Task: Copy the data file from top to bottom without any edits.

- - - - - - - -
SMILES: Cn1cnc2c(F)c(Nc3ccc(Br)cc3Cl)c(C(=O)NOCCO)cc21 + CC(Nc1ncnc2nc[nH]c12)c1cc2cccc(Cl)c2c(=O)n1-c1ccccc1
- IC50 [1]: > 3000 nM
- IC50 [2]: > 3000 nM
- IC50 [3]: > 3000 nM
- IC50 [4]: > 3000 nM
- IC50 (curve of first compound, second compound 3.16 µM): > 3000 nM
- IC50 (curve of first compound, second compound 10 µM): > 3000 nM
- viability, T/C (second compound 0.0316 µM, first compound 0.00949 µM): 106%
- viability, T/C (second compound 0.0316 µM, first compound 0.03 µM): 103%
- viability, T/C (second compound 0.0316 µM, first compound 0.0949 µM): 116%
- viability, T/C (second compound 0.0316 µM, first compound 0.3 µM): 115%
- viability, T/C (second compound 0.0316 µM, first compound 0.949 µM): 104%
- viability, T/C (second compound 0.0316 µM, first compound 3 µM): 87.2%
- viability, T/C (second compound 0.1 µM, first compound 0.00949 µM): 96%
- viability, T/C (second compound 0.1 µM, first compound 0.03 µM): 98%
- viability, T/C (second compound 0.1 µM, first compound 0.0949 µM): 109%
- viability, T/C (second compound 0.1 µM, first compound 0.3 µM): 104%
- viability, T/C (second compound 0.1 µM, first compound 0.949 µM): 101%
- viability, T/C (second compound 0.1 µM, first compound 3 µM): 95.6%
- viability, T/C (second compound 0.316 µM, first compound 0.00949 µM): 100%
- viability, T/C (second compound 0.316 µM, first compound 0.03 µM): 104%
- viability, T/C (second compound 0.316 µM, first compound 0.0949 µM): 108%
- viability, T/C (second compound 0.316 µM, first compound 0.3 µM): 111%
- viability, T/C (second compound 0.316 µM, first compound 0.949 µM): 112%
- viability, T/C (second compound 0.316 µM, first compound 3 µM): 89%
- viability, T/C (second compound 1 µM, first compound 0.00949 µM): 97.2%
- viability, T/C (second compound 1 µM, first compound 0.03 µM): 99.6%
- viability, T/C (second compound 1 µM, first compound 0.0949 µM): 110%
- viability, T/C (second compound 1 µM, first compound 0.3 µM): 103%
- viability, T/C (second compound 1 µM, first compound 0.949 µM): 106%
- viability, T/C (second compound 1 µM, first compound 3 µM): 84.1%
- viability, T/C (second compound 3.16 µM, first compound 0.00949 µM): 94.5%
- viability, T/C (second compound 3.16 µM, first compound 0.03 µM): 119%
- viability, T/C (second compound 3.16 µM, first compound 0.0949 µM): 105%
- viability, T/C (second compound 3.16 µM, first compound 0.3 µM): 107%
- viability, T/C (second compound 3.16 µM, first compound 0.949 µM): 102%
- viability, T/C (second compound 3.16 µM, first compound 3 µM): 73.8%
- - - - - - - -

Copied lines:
SMILES: Cn1cnc2c(F)c(Nc3ccc(Br)cc3Cl)c(C(=O)NOCCO)cc21 + CC(Nc1ncnc2nc[nH]c12)c1cc2cccc(Cl)c2c(=O)n1-c1ccccc1
- IC50 [1]: > 3000 nM
- IC50 [2]: > 3000 nM
- IC50 [3]: > 3000 nM
- IC50 [4]: > 3000 nM
- IC50 (curve of first compound, second compound 3.16 µM): > 3000 nM
- IC50 (curve of first compound, second compound 10 µM): > 3000 nM
- viability, T/C (second compound 0.0316 µM, first compound 0.00949 µM): 106%
- viability, T/C (second compound 0.0316 µM, first compound 0.03 µM): 103%
- viability, T/C (second compound 0.0316 µM, first compound 0.0949 µM): 116%
- viability, T/C (second compound 0.0316 µM, first compound 0.3 µM): 115%
- viability, T/C (second compound 0.0316 µM, first compound 0.949 µM): 104%
- viability, T/C (second compound 0.0316 µM, first compound 3 µM): 87.2%
- viability, T/C (second compound 0.1 µM, first compound 0.00949 µM): 96%
- viability, T/C (second compound 0.1 µM, first compound 0.03 µM): 98%
- viability, T/C (second compound 0.1 µM, first compound 0.0949 µM): 109%
- viability, T/C (second compound 0.1 µM, first compound 0.3 µM): 104%
- viability, T/C (second compound 0.1 µM, first compound 0.949 µM): 101%
- viability, T/C (second compound 0.1 µM, first compound 3 µM): 95.6%
- viability, T/C (second compound 0.316 µM, first compound 0.00949 µM): 100%
- viability, T/C (second compound 0.316 µM, first compound 0.03 µM): 104%
- viability, T/C (second compound 0.316 µM, first compound 0.0949 µM): 108%
- viability, T/C (second compound 0.316 µM, first compound 0.3 µM): 111%
- viability, T/C (second compound 0.316 µM, first compound 0.949 µM): 112%
- viability, T/C (second compound 0.316 µM, first compound 3 µM): 89%
- viability, T/C (second compound 1 µM, first compound 0.00949 µM): 97.2%
- viability, T/C (second compound 1 µM, first compound 0.03 µM): 99.6%
- viability, T/C (second compound 1 µM, first compound 0.0949 µM): 110%
- viability, T/C (second compound 1 µM, first compound 0.3 µM): 103%
- viability, T/C (second compound 1 µM, first compound 0.949 µM): 106%
- viability, T/C (second compound 1 µM, first compound 3 µM): 84.1%
- viability, T/C (second compound 3.16 µM, first compound 0.00949 µM): 94.5%
- viability, T/C (second compound 3.16 µM, first compound 0.03 µM): 119%
- viability, T/C (second compound 3.16 µM, first compound 0.0949 µM): 105%
- viability, T/C (second compound 3.16 µM, first compound 0.3 µM): 107%
- viability, T/C (second compound 3.16 µM, first compound 0.949 µM): 102%
- viability, T/C (second compound 3.16 µM, first compound 3 µM): 73.8%